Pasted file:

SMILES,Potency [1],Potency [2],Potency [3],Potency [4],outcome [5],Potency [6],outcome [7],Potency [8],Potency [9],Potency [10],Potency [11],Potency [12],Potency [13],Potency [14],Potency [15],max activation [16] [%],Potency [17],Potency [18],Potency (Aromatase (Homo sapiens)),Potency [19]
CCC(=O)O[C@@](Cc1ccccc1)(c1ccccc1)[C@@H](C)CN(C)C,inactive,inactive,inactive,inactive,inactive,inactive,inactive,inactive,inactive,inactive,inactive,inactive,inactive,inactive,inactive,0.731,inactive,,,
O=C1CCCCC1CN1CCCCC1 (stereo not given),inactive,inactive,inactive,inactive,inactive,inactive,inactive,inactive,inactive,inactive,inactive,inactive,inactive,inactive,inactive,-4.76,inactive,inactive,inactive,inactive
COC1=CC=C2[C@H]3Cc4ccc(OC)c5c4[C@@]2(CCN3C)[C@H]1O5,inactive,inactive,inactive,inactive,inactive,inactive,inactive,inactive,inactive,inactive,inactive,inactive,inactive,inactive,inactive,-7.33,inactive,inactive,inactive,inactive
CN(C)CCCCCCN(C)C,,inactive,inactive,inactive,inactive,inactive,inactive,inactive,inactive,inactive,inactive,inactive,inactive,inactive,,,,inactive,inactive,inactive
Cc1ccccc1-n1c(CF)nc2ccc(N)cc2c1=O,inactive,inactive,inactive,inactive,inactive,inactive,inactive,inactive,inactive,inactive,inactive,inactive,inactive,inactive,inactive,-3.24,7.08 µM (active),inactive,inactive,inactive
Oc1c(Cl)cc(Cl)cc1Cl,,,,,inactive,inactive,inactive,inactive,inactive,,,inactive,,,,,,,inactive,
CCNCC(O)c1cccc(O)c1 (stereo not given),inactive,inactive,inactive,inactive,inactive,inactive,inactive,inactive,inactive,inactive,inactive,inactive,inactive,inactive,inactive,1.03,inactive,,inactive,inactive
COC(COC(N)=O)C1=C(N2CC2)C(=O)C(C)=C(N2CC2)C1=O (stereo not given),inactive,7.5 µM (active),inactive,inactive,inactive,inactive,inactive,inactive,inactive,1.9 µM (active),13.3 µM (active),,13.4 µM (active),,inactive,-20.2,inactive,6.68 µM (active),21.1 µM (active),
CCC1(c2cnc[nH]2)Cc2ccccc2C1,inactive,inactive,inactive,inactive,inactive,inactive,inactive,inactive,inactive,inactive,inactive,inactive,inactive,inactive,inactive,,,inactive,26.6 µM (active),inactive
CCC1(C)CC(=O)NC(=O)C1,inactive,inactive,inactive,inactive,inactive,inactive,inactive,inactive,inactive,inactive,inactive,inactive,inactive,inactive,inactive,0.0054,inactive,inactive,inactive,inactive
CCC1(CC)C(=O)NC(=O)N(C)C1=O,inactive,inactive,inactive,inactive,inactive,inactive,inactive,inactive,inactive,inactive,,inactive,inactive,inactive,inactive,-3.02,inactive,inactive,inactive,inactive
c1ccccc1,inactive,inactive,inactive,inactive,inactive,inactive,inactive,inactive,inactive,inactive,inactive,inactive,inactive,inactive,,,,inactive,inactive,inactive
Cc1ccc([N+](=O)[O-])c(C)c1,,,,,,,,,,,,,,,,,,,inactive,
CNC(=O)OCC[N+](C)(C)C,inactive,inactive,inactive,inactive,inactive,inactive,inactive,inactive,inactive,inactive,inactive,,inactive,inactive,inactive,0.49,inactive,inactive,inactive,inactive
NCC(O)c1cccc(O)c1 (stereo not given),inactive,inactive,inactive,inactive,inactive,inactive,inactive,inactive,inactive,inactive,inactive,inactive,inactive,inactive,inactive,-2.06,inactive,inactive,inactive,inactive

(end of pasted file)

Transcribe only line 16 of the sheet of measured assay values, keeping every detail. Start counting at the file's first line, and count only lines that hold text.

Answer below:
NCC(O)c1cccc(O)c1 (stereo not given),inactive,inactive,inactive,inactive,inactive,inactive,inactive,inactive,inactive,inactive,inactive,inactive,inactive,inactive,inactive,-2.06,inactive,inactive,inactive,inactive